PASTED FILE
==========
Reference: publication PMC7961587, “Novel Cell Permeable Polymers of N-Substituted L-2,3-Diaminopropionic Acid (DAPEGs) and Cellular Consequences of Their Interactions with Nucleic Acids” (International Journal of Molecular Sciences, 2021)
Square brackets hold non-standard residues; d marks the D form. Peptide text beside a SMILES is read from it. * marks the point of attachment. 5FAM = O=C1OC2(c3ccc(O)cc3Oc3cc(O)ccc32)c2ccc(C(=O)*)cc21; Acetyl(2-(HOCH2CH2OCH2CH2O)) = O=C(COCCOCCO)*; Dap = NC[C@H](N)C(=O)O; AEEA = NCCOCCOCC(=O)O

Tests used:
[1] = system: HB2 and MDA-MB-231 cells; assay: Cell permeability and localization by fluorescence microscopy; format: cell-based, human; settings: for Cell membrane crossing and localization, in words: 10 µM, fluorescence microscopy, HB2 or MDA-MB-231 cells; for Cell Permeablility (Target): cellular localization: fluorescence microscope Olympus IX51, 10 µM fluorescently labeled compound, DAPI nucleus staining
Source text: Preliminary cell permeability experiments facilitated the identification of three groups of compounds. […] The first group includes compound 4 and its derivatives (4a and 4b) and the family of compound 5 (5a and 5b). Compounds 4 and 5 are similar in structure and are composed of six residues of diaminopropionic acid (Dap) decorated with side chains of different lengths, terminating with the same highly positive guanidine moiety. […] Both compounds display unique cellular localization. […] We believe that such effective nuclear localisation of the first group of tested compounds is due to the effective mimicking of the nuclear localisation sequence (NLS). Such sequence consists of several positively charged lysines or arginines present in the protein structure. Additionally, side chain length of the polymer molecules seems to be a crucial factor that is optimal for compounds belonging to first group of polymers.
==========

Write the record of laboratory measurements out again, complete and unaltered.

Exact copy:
Reference: publication PMC7961587, “Novel Cell Permeable Polymers of N-Substituted L-2,3-Diaminopropionic Acid (DAPEGs) and Cellular Consequences of Their Interactions with Nucleic Acids” (International Journal of Molecular Sciences, 2021)
Square brackets hold non-standard residues; d marks the D form. Peptide text beside a SMILES is read from it. * marks the point of attachment. 5FAM = O=C1OC2(c3ccc(O)cc3Oc3cc(O)ccc32)c2ccc(C(=O)*)cc21; Acetyl(2-(HOCH2CH2OCH2CH2O)) = O=C(COCCOCCO)*; Dap = NC[C@H](N)C(=O)O; AEEA = NCCOCCOCC(=O)O

Tests used:
[1] = system: HB2 and MDA-MB-231 cells; assay: Cell permeability and localization by fluorescence microscopy; format: cell-based, human; settings: for Cell membrane crossing and localization, in words: 10 µM, fluorescence microscopy, HB2 or MDA-MB-231 cells; for Cell Permeablility (Target): cellular localization: fluorescence microscope Olympus IX51, 10 µM fluorescently labeled compound, DAPI nucleus staining
Source text: Preliminary cell permeability experiments facilitated the identification of three groups of compounds. […] The first group includes compound 4 and its derivatives (4a and 4b) and the family of compound 5 (5a and 5b). Compounds 4 and 5 are similar in structure and are composed of six residues of diaminopropionic acid (Dap) decorated with side chains of different lengths, terminating with the same highly positive guanidine moiety. […] Both compounds display unique cellular localization. […] We believe that such effective nuclear localisation of the first group of tested compounds is due to the effective mimicking of the nuclear localisation sequence (NLS). Such sequence consists of several positively charged lysines or arginines present in the protein structure. Additionally, side chain length of the polymer molecules seems to be a crucial factor that is optimal for compounds belonging to first group of polymers.